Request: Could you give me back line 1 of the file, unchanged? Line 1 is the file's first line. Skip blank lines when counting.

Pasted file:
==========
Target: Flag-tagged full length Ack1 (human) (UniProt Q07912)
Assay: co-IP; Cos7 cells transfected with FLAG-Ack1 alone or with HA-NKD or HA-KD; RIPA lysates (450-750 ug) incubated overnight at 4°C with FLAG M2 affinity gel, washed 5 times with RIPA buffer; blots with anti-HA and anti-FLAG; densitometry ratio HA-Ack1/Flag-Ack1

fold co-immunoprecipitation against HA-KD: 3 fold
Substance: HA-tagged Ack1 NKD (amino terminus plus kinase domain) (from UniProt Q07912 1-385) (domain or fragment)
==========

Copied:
Target: Flag-tagged full length Ack1 (human) (UniProt Q07912)